Richard M. Ketchum

Richard M. Ketchum's picture


A long-time editor with American Heritage, Richard M. Ketchum is the author of the Revolutionary War classics Decisive Day: The Battle of Bunker Hill; The Winter Soldiers: The Battles for Trenton and Princeton; the award-winning New York Times Notable Book Saratoga: Turning Point of America's Revolutionary War; and, most recently, Divided Loyalties: How the American Revolution Came to New York. Born in Pittsburgh, Ketchum served in the Navy during World War II. He lives in Vermont.

Articles by this Contributor

October 1967

Gravely ill, John C. Calhoun came to the Senate one last time to call for the South and North to part ways while still equals.

August 1968

On the site where Pierre L’Enfant once envisioned a pantheon, the nation’s heroes are being assembled in the form of a

August 1970

You are conducting secret peace talks with the enemy in the midst of an unpopular and interminable foreign war. The American field commander is throwing every obstacle in your path. Then, just as the talks are getting somewhere, the President orders you home. What do you do now?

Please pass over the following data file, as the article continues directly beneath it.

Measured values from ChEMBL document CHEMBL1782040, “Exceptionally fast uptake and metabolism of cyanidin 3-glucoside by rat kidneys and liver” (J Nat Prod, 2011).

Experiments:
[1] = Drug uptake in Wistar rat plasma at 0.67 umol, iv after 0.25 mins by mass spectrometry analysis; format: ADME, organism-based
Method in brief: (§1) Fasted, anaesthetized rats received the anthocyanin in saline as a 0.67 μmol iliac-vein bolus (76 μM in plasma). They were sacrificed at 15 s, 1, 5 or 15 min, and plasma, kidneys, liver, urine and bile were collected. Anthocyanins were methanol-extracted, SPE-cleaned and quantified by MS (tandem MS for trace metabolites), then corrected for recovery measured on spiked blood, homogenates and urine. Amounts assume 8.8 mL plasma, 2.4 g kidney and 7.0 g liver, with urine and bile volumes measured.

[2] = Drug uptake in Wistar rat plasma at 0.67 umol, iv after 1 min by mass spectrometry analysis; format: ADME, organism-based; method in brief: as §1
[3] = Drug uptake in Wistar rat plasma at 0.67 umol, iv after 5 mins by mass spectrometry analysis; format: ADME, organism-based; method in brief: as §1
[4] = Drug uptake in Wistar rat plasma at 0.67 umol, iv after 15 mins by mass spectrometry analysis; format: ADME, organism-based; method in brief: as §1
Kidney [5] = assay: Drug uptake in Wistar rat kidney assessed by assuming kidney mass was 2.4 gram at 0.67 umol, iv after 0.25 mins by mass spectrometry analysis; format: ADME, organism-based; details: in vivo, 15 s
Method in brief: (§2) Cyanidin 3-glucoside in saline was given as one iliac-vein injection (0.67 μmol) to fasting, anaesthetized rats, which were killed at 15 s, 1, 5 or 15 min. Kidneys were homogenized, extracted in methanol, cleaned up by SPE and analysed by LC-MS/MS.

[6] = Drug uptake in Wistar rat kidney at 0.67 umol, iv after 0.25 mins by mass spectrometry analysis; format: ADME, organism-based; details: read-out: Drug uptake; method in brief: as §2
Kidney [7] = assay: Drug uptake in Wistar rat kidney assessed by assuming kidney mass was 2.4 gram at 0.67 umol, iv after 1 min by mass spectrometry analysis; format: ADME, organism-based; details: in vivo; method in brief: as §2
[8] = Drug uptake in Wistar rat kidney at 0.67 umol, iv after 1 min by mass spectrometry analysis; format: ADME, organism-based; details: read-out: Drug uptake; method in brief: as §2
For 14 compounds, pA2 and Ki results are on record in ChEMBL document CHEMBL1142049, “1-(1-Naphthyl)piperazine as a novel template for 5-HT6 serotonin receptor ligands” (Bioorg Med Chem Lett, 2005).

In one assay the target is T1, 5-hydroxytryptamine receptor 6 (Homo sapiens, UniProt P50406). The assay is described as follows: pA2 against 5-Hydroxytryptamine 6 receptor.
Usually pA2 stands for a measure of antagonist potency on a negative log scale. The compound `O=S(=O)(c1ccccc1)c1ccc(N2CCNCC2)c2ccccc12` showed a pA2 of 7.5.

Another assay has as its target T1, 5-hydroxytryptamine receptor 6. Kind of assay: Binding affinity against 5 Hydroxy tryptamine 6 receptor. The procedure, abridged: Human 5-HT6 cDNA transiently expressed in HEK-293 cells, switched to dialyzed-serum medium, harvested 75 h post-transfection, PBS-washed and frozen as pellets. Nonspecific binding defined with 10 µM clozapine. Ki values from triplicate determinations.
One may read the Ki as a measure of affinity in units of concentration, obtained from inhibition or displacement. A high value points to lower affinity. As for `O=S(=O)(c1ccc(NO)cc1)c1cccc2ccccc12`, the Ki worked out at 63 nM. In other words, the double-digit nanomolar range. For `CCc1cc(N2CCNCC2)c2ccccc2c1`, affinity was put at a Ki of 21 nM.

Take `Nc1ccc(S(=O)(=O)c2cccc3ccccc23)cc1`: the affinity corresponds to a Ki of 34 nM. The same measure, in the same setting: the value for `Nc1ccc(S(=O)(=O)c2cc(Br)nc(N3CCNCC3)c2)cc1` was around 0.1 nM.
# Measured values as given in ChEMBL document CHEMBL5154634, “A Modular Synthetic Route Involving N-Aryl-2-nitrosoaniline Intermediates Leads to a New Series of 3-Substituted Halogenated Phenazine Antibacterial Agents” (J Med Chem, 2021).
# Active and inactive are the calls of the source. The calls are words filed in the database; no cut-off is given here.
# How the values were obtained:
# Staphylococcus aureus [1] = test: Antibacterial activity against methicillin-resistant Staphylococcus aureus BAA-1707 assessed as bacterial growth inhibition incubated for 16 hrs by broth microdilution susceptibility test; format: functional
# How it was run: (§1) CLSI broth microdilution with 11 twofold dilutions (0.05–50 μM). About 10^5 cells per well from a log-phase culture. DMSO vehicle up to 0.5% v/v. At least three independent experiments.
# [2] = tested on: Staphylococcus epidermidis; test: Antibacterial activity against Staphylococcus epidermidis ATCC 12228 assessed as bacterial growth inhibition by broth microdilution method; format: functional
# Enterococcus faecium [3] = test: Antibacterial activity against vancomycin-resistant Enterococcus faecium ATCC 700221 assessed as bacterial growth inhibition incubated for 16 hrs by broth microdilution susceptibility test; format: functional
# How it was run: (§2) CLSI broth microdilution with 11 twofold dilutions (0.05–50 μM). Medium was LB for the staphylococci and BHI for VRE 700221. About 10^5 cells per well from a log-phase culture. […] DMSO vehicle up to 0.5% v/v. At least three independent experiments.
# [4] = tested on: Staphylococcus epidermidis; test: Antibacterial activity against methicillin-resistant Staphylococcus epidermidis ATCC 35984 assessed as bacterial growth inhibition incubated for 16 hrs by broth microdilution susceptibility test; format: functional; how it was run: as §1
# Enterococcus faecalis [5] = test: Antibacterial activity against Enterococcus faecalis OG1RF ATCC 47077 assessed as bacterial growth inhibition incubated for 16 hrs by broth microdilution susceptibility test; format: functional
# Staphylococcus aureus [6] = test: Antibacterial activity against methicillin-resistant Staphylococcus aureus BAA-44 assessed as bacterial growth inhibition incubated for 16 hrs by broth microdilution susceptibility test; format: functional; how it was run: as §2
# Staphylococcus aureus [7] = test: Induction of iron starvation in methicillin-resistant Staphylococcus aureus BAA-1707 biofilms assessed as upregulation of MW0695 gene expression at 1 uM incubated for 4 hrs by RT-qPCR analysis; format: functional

June 1971

A domino theory, distant wilderness warfare, the notion of “defensive enclaves,” hawks, doves, hired mercenaries, possible intervention by hostile powers, a Little trouble telling friendly natives from unfriendly—George III went through the whole routine

August 1971

Warren took the lead in creating the Massachusetts Provincial Congress. Refusing to leave Boston like the other radical leaders, he died in the fighting on Breed's Hill in 1775

December 1973

Clark’s career was like the passage of a meteor—a quick, fiery moment that lit up the heavens for all to see and wonder at, then vanishing in oblivion.